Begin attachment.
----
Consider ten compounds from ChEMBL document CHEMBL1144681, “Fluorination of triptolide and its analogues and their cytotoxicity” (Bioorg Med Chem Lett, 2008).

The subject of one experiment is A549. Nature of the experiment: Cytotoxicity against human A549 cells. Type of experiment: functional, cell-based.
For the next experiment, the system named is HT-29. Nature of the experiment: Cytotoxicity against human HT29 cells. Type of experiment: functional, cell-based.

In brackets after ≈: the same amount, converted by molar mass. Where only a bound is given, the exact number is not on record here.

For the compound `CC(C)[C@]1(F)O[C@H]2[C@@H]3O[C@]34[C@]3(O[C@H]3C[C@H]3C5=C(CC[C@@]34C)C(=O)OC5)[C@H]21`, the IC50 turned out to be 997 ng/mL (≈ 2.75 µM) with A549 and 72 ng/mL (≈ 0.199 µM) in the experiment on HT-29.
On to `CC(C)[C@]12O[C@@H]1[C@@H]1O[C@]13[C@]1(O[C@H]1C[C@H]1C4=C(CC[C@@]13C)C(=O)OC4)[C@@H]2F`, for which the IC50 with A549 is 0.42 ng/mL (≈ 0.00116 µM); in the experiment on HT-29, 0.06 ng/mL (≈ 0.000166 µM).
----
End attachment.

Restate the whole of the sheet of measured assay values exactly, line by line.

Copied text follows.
Consider ten compounds from ChEMBL document CHEMBL1144681, “Fluorination of triptolide and its analogues and their cytotoxicity” (Bioorg Med Chem Lett, 2008).

The subject of one experiment is A549. Nature of the experiment: Cytotoxicity against human A549 cells. Type of experiment: functional, cell-based.
For the next experiment, the system named is HT-29. Nature of the experiment: Cytotoxicity against human HT29 cells. Type of experiment: functional, cell-based.

In brackets after ≈: the same amount, converted by molar mass. Where only a bound is given, the exact number is not on record here.

For the compound `CC(C)[C@]1(F)O[C@H]2[C@@H]3O[C@]34[C@]3(O[C@H]3C[C@H]3C5=C(CC[C@@]34C)C(=O)OC5)[C@H]21`, the IC50 turned out to be 997 ng/mL (≈ 2.75 µM) with A549 and 72 ng/mL (≈ 0.199 µM) in the experiment on HT-29.
On to `CC(C)[C@]12O[C@@H]1[C@@H]1O[C@]13[C@]1(O[C@H]1C[C@H]1C4=C(CC[C@@]13C)C(=O)OC4)[C@@H]2F`, for which the IC50 with A549 is 0.42 ng/mL (≈ 0.00116 µM); in the experiment on HT-29, 0.06 ng/mL (≈ 0.000166 µM).